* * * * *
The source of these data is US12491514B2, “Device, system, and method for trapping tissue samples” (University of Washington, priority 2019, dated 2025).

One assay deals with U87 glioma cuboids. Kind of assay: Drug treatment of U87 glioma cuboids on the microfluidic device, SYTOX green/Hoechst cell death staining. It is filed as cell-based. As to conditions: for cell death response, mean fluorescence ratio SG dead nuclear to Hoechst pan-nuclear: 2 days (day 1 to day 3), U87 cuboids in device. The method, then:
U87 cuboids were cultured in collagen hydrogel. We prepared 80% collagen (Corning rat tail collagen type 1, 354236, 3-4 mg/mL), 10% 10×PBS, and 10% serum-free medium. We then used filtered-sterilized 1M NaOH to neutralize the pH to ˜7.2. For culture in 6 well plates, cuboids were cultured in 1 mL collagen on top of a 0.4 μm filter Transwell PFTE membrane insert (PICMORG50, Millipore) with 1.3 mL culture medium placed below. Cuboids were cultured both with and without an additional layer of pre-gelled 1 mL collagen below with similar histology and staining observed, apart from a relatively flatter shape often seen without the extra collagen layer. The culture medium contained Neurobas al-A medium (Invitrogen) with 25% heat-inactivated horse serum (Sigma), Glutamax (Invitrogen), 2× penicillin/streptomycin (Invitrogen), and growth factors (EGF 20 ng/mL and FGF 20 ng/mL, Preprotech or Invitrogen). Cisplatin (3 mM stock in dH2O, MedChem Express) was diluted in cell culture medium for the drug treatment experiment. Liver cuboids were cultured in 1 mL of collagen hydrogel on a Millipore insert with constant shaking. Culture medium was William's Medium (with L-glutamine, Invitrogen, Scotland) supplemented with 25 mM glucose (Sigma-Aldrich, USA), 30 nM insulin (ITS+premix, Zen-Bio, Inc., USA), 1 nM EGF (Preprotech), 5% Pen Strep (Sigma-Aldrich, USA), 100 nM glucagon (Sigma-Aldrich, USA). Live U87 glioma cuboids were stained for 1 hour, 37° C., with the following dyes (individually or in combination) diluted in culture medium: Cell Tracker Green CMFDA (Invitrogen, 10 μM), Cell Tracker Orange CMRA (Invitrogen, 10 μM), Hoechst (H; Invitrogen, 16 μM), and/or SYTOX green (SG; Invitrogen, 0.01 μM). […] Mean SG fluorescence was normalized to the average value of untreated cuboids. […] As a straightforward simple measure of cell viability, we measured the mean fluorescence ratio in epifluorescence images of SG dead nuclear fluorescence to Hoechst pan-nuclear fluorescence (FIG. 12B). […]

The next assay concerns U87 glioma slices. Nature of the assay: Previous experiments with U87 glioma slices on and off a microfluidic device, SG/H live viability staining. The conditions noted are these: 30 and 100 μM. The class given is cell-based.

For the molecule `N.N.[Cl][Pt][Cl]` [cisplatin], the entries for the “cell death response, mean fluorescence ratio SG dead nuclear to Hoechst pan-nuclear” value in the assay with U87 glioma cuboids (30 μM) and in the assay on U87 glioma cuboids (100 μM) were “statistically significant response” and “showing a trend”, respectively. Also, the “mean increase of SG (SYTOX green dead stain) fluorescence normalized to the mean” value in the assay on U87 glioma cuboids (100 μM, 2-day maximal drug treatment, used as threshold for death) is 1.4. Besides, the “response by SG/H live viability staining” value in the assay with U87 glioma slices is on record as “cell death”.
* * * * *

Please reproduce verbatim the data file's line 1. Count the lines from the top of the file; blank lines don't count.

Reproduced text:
The source of these data is US12491514B2, “Device, system, and method for trapping tissue samples” (University of Washington, priority 2019, dated 2025).